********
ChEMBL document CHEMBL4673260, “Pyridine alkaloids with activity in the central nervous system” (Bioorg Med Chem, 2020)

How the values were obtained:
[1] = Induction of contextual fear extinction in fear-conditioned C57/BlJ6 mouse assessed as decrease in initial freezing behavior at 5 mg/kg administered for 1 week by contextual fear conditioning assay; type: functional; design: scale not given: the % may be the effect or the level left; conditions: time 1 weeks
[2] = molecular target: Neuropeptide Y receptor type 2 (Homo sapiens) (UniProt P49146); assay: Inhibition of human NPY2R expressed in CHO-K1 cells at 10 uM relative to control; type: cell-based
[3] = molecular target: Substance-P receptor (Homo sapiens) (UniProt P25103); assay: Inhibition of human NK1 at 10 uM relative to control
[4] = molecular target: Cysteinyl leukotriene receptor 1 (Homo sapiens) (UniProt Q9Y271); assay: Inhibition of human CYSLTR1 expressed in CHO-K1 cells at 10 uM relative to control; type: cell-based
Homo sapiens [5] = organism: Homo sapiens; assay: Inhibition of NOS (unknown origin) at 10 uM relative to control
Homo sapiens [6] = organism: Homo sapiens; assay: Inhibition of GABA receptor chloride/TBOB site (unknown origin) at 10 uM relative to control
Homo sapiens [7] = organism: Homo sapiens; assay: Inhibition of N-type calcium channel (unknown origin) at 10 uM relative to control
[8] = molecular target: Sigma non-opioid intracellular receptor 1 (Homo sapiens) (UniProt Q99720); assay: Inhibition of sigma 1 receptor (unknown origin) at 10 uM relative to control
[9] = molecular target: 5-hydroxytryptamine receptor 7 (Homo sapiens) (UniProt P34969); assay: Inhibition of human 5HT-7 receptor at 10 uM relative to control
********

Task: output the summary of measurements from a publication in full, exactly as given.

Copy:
ChEMBL document CHEMBL4673260, “Pyridine alkaloids with activity in the central nervous system” (Bioorg Med Chem, 2020)

How the values were obtained:
[1] = Induction of contextual fear extinction in fear-conditioned C57/BlJ6 mouse assessed as decrease in initial freezing behavior at 5 mg/kg administered for 1 week by contextual fear conditioning assay; type: functional; design: scale not given: the % may be the effect or the level left; conditions: time 1 weeks
[2] = molecular target: Neuropeptide Y receptor type 2 (Homo sapiens) (UniProt P49146); assay: Inhibition of human NPY2R expressed in CHO-K1 cells at 10 uM relative to control; type: cell-based
[3] = molecular target: Substance-P receptor (Homo sapiens) (UniProt P25103); assay: Inhibition of human NK1 at 10 uM relative to control
[4] = molecular target: Cysteinyl leukotriene receptor 1 (Homo sapiens) (UniProt Q9Y271); assay: Inhibition of human CYSLTR1 expressed in CHO-K1 cells at 10 uM relative to control; type: cell-based
Homo sapiens [5] = organism: Homo sapiens; assay: Inhibition of NOS (unknown origin) at 10 uM relative to control
Homo sapiens [6] = organism: Homo sapiens; assay: Inhibition of GABA receptor chloride/TBOB site (unknown origin) at 10 uM relative to control
Homo sapiens [7] = organism: Homo sapiens; assay: Inhibition of N-type calcium channel (unknown origin) at 10 uM relative to control
[8] = molecular target: Sigma non-opioid intracellular receptor 1 (Homo sapiens) (UniProt Q99720); assay: Inhibition of sigma 1 receptor (unknown origin) at 10 uM relative to control
[9] = molecular target: 5-hydroxytryptamine receptor 7 (Homo sapiens) (UniProt P34969); assay: Inhibition of human 5HT-7 receptor at 10 uM relative to control